Barack Obama unfortunately suffers a basic misunderstanding of economics endemic to socialists the world-over. In today's show, I hope to be able to remedy some fundamental misunderstandings about a terribly inexact statistical science.
Before I go too much further, I'd like to thank Walter E. Williams of George Mason University for my admittedly scant economic education. I read his columns most often at Townhall.com, and his knowledge of practical economics is unrivalled.
"Economics" comes from the Greek word "oikonomia," which in-turn comes from the words "oikos" and "nomos," which roughly translates into "household administration." Economics is the predictive science which involves the distribution of resources which are limited, or "scarce," in relation to needs and desires, which are virtually limitless.
Economics education is in a rather sad state-of-affairs today. A large reason for this is that the rudiments of "price," "cost," and "worth" are misunderstood. At first blush, they seem to be different words for the same thing. In terms of economic science, though they are closely related, they are three different things. In order to delve a little deeper, we'll use a hamburger as our metaphor.
For the sake of argument, you are at your favorite burger joint. Your favorite hamburger happens to cost you two dollars everytime you go there. The price of the hamburger is, obviously two dollars, but what is it really worth? Most people's instinct would be to say that the hamburger is worth two dollars, but that's not really true.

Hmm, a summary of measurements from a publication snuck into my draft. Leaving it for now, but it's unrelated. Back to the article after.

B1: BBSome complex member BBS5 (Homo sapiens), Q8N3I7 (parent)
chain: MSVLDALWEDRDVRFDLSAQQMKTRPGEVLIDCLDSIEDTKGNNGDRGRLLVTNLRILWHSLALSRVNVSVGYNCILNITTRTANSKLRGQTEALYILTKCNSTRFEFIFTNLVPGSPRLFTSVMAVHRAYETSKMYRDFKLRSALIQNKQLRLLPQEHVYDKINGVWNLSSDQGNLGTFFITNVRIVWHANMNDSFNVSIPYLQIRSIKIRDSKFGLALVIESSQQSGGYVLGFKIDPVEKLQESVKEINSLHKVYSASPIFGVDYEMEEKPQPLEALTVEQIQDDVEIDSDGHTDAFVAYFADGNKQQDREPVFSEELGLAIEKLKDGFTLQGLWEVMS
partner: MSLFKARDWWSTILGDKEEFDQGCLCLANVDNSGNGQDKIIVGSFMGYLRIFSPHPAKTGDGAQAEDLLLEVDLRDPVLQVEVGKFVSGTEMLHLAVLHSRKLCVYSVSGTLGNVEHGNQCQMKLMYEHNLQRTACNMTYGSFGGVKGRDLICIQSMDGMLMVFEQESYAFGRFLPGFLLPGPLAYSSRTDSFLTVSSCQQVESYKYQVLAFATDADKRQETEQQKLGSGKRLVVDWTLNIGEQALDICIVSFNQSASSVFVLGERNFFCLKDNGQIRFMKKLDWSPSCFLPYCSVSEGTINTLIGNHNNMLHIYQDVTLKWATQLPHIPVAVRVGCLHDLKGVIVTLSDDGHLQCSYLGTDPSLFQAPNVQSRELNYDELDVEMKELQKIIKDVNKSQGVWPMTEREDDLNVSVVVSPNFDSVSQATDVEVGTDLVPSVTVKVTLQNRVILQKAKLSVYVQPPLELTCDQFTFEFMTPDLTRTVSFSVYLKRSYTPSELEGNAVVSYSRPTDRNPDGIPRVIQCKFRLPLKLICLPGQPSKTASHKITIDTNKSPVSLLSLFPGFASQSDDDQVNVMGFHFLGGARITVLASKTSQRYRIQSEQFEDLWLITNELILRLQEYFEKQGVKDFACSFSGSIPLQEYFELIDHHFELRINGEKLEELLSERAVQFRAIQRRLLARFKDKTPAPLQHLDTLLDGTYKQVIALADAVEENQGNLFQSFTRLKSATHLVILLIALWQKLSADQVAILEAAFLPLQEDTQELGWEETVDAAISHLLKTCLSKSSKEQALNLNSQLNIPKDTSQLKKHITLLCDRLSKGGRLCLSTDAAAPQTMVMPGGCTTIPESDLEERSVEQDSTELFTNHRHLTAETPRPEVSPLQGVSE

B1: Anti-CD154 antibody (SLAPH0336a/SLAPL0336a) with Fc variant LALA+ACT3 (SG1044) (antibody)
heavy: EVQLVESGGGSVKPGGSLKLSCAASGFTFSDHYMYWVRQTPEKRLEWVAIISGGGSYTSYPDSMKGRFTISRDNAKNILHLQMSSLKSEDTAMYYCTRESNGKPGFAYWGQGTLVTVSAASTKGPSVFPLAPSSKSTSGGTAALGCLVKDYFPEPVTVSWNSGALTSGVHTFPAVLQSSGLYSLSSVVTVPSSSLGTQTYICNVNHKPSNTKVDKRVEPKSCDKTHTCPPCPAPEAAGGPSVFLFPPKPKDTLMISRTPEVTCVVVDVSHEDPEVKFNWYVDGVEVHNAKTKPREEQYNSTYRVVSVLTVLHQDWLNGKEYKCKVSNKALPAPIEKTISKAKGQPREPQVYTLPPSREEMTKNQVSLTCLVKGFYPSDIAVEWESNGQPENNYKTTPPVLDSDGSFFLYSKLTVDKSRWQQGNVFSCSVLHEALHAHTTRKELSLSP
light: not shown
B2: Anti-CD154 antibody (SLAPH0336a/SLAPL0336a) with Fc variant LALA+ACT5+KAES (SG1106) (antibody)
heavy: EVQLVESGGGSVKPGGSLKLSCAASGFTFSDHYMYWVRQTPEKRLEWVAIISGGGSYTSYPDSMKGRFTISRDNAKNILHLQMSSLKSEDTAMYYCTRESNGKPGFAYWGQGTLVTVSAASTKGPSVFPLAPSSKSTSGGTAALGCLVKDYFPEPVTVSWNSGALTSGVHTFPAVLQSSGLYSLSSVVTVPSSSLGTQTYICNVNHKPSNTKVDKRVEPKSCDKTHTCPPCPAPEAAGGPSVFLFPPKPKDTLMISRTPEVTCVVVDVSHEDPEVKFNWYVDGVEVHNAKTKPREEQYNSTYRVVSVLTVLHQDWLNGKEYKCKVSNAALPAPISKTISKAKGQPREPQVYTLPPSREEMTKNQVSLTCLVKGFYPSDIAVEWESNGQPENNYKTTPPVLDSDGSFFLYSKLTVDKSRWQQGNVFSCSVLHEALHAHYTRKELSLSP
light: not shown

Arguably, you wanted your hamburger worse than you wanted your two dollars. From an economical standpoint, that hamburger is worth more than two dollars to you. Conversely, the proprietor of the establishment selling you that hamburger wants the two dollars worse than they want their hamburger (made up of its component parts). To them, that hamburger could be said to be worse less than two dollars. This is how people generate wealth in pursuing capitalist interests.
Obviously that hamburger's price to you is two dollars. What is that hamburger's price to the proprietor of the establishement? Ah hah! A trick question, you see; to the establishment selling the hamburger, there is no price, because they are not the end-consumers. Rather, the hamburger has a "cost," which is the cost of the products used in making it.
All of this is well-and-good, but how does government louse it up? Tune in to Gryph's Gripes to find out.